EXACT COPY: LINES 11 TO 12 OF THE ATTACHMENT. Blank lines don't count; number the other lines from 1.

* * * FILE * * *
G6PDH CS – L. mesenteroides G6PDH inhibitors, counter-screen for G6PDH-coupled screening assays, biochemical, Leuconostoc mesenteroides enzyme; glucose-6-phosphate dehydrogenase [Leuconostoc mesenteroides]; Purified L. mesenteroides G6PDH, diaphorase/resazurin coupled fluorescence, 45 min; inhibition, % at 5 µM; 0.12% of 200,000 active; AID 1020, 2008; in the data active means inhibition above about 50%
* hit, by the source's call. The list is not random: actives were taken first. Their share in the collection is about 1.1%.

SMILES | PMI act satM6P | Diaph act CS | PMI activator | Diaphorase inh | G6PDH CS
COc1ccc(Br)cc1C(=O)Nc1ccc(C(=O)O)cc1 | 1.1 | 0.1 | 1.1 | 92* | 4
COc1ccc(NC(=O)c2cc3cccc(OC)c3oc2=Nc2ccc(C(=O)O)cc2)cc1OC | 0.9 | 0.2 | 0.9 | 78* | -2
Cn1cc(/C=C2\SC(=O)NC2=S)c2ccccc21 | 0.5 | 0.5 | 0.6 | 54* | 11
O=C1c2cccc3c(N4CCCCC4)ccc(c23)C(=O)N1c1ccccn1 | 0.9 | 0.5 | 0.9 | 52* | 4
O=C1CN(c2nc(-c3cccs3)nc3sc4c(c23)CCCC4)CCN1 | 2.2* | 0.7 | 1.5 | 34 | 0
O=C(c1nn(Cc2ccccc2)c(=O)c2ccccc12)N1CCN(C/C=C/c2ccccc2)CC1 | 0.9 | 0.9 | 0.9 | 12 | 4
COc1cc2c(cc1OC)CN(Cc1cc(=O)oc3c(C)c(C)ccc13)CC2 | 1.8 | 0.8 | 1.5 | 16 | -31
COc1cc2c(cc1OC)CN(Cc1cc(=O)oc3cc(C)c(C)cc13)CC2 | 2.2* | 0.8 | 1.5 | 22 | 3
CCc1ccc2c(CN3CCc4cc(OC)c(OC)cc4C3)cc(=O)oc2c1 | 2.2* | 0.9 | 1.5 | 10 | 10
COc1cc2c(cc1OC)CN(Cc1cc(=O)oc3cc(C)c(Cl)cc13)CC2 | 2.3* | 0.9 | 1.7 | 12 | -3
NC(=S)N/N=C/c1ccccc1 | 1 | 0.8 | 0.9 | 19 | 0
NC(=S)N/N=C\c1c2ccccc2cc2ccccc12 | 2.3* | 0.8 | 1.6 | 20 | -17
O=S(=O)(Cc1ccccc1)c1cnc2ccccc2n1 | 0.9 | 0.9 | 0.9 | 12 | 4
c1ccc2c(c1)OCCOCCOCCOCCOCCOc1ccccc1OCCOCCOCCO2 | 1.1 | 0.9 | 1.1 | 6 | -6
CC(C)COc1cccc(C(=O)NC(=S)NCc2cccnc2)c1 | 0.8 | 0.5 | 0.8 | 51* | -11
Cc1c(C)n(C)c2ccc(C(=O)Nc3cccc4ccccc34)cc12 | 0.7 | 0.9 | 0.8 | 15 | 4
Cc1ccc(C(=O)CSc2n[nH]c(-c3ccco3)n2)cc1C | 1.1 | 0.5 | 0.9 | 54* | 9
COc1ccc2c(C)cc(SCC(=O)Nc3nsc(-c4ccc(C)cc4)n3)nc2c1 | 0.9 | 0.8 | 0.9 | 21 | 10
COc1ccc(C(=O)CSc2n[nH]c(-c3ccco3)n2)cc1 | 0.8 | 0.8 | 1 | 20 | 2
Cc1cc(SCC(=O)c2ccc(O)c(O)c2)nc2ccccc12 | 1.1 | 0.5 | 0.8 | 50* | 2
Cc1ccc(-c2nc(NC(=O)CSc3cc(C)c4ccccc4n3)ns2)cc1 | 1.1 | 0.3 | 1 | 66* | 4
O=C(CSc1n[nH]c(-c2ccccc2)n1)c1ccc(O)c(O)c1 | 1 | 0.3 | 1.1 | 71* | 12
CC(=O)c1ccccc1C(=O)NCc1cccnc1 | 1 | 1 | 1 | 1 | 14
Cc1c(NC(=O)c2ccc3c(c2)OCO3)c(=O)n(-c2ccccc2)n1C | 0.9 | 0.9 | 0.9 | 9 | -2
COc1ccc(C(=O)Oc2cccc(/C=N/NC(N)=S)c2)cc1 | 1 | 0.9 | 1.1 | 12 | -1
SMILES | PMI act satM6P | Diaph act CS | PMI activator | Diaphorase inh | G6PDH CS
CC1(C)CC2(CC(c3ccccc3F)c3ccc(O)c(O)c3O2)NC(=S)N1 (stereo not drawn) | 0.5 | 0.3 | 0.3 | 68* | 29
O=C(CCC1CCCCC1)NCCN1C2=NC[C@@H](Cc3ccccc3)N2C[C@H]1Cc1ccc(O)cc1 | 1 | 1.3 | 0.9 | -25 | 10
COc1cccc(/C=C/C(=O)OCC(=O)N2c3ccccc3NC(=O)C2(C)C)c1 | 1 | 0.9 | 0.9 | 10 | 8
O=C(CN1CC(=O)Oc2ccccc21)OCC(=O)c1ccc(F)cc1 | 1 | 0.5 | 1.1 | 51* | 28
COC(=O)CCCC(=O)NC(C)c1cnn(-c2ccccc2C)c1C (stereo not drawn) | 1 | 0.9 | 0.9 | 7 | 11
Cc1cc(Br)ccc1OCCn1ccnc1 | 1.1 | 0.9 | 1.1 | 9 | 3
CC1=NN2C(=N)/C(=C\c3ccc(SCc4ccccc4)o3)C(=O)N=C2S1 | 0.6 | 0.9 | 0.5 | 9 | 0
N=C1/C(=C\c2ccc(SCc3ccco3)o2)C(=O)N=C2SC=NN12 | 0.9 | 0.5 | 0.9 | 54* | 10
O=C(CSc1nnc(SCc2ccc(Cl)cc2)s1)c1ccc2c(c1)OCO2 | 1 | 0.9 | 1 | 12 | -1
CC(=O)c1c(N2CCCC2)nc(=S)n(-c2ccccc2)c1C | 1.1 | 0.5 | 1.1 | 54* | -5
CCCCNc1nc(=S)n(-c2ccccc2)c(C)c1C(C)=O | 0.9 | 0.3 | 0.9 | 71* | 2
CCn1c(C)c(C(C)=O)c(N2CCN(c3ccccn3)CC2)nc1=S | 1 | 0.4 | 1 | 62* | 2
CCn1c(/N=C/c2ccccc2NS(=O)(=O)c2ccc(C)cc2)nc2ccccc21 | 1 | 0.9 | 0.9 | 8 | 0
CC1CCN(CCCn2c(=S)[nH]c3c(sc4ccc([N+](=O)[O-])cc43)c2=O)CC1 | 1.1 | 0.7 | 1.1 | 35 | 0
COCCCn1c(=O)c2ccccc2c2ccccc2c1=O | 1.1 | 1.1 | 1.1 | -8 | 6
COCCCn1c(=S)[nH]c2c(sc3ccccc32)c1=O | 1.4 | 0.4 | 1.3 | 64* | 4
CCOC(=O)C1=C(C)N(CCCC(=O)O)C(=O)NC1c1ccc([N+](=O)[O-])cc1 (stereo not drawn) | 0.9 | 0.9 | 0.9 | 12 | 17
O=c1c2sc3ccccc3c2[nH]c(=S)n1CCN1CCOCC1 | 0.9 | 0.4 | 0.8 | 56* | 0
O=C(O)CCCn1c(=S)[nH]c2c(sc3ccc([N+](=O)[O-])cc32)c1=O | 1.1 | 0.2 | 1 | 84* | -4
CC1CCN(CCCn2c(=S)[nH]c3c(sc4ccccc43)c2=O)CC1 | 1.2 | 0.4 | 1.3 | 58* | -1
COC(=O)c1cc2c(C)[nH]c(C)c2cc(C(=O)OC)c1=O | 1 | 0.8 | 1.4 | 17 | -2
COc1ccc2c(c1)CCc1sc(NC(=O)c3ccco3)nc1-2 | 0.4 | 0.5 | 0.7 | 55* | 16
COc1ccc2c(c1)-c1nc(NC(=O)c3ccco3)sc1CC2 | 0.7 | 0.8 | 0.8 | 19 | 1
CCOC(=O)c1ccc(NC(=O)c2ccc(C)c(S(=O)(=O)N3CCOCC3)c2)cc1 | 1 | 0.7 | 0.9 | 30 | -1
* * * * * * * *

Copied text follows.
COc1cc2c(cc1OC)CN(Cc1cc(=O)oc3cc(C)c(C)cc13)CC2 | 2.2* | 0.8 | 1.5 | 22 | 3
CCc1ccc2c(CN3CCc4cc(OC)c(OC)cc4C3)cc(=O)oc2c1 | 2.2* | 0.9 | 1.5 | 10 | 10